Every Tuesday and Wednesday from 3:30 p.m. to 5:30 p.m., the Lake Highland Marching Band students practice on the O’Meara Sportsplex softball field. When the weather is dry, dust fills the air and covers the soles of our shoes; when it is wet, water soaks our socks and tickles our feet, causing many laughs and a few complaints. For me, these laughs turned to concern when I read an article in the Orlando Sentinel that said that the softball field I marched on was being considered for Superfund site designation by the Environmental Protection Agency (EPA) because of a chemical called trichloroethylene (TCE)! (Orlando Sentinel, October 2008) I was concerned for my safety—as was my family. I wondered, is the amount of trichloroethylene I am exposed to while marching on the O’Meara Sportsplex softball field enough to harm me?
To start my project, I contacted the Lake Highland Middle School director, Mr. Bernatavitz, to get permission to do my project. Mr. Bernatavitz contacted our school’s administration. I was given permission to research the state of the field as long as any samples I took were no deeper than 31 cm. I used the Internet to do research on TCE and discovered many disturbing things it can do to your health. I found that exposure to TCE can increase your risk for cancer and harm your liver, kidneys, respiratory system, nervous system, and sight. It can also cause dizziness, nausea, fatigue, and changes in neurological behavior (Navy Environmental Health Center).
I continued by researching the physical characteristics of TCE. TCE is a clear, sweet-smelling chemical that vaporizes very easily. I found out that TCE is used commercially as a degreaser in the cleaning and drying of electric parts, as a means of flushing liquid oxygen systems, as a refrigerant and heat-exchange liquid, and as a cleaning agent in textile processing (dry cleaning). It is found in laundry detergent, paint removers, spot removers, glue solvents, and other cleaning products (EPA). A more common use today is in correction fluid. Because TCE is so volatile, it helps the correction fluid dry faster.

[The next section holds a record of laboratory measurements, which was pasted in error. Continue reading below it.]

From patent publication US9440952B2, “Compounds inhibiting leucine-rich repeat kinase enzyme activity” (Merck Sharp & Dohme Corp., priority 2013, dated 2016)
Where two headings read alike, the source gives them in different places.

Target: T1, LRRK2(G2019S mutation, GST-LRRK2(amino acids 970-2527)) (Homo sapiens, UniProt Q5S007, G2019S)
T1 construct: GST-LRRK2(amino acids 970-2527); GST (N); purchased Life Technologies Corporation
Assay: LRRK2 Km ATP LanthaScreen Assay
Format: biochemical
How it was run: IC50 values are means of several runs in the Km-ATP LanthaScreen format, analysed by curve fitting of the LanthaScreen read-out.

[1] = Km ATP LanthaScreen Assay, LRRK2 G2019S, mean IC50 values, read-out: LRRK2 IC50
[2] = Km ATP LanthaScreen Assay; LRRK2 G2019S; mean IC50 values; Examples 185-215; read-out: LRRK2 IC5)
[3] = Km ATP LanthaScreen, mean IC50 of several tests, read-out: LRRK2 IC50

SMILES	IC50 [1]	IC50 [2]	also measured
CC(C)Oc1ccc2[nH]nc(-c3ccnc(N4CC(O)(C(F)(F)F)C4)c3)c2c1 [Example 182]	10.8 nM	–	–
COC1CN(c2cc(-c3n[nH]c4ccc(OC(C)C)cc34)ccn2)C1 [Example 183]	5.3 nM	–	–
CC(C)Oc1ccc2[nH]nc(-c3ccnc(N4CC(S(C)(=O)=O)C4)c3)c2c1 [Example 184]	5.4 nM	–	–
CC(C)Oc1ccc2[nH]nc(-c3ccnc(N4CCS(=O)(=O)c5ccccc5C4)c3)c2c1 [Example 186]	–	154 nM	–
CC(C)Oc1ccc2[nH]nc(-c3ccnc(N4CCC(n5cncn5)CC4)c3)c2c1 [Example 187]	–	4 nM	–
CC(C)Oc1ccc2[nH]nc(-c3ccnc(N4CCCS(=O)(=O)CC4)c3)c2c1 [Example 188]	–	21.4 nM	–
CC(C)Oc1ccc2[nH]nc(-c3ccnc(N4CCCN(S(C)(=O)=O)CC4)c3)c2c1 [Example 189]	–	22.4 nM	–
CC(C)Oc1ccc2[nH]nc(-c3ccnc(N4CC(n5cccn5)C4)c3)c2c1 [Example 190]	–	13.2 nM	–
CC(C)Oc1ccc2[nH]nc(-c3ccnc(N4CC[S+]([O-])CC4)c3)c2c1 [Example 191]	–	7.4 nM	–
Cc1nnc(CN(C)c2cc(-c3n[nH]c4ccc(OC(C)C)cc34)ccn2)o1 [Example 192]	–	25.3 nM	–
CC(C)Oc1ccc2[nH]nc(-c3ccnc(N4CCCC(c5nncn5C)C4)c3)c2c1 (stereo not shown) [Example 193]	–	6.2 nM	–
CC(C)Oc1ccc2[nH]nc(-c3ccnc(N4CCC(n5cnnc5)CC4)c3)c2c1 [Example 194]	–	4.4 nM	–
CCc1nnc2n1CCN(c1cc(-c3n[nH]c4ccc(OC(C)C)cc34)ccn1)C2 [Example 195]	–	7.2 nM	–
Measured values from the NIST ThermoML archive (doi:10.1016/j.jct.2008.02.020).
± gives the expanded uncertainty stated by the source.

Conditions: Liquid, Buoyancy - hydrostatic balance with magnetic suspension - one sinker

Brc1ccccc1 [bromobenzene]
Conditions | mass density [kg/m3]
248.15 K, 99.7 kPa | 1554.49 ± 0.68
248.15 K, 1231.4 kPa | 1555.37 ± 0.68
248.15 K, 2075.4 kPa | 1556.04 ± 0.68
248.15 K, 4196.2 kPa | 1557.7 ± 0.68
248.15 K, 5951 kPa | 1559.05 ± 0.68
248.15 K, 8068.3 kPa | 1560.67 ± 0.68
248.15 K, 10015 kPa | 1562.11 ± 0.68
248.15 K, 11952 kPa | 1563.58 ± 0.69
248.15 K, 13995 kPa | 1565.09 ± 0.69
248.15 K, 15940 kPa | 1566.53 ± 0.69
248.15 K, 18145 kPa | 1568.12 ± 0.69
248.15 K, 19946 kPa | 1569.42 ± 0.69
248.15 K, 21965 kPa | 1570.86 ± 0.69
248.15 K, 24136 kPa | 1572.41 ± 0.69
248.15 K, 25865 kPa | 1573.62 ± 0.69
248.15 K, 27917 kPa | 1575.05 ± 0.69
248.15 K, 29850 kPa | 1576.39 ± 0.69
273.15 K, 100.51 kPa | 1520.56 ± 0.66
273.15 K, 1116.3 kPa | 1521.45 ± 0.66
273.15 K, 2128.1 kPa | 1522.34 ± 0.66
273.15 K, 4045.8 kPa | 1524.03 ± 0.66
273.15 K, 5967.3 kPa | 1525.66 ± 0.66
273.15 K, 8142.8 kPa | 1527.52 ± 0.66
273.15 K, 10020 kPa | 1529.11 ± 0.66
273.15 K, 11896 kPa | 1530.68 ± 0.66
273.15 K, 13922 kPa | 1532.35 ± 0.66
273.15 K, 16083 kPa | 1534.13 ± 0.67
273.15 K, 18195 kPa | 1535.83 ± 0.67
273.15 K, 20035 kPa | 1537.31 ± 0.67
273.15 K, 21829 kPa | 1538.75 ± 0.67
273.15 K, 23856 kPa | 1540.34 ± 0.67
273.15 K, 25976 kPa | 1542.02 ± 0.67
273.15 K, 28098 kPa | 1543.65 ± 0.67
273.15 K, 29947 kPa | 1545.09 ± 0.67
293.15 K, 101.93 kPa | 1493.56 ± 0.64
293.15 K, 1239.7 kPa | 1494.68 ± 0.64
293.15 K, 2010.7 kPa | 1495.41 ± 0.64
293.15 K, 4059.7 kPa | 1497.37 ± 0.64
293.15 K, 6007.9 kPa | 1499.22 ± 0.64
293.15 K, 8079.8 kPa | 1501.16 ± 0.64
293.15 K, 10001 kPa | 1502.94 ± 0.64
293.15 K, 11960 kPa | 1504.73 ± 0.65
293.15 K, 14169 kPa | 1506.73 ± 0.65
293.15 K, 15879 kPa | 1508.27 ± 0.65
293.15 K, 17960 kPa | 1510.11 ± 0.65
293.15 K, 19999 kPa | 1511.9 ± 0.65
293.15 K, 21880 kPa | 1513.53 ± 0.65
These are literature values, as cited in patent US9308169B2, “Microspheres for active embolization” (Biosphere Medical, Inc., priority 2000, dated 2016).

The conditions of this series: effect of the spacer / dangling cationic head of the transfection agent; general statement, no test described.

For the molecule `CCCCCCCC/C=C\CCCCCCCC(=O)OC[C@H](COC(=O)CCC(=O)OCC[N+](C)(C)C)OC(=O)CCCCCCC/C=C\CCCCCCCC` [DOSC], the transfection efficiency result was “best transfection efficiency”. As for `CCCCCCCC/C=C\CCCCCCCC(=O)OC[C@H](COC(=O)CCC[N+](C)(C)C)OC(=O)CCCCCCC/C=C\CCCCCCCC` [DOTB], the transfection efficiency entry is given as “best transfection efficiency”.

According to the Occupational Safety and Health Administration (OSHA), the permissible exposure limit for TCE is 100 parts per million (ppm) in an eight-hour, time-weighted average (TWA). Also, exposures (any type of exposure, whether inhaled or absorbed through contact with the skin) shall not exceed 200 ppm. If exposure is 300 ppm, it is only safe to be in the given area for a single time period of five minutes in two hours (OSHA, 2005).
Now that I had some basic information, I contacted a construction engineer, my uncle John. He was able to find an old EPA Record of Decision on the land of the O’Meara Sportsplex. This report led me to believe that the TCE was located farther down in the soil than I was permitted to take samples (Figure A).
To continue, I sent an e-mail explaining my project to Laura Hellinger, a project manager at Macintosh Associates, Inc., a local site-development firm. To my great joy, she replied to my e-mail, explaining that Jim Nugent, a professional engineer, could help me. I sent him an e-mail asking about TCE and how to test for it. He spent a lot of time answering my questions via e-mail. These answers helped me understand how and where to take my samples.
Unfortunately, the local lab Mr. Nugent recommended was unable to help students with science projects this year. The next lab I contacted, on the recommendation of Randy Mejeur, an environmental engineer from my church, was the University of Florida (UF) lab in Gainesville, Florida. I talked to a very nice and helpful person named Chelsea, the secretary. She referred me to a man named Brian Peterson, who, after doing some research, found that his lab did not have the chemicals necessary to test for TCE. He referred me to the UF lab on the main campus. I immediately called the lab, and the secretary referred me to Mr. Brucat. I e-mailed Mr. Brucat about the project, and he contacted a man named Harvey McKenzie in New Jersey. Mr. McKenzie e-mailed me and explained that instead of taking soil samples, I should do a soil gas survey, and he included instructions on how to conduct the survey. (Whew!)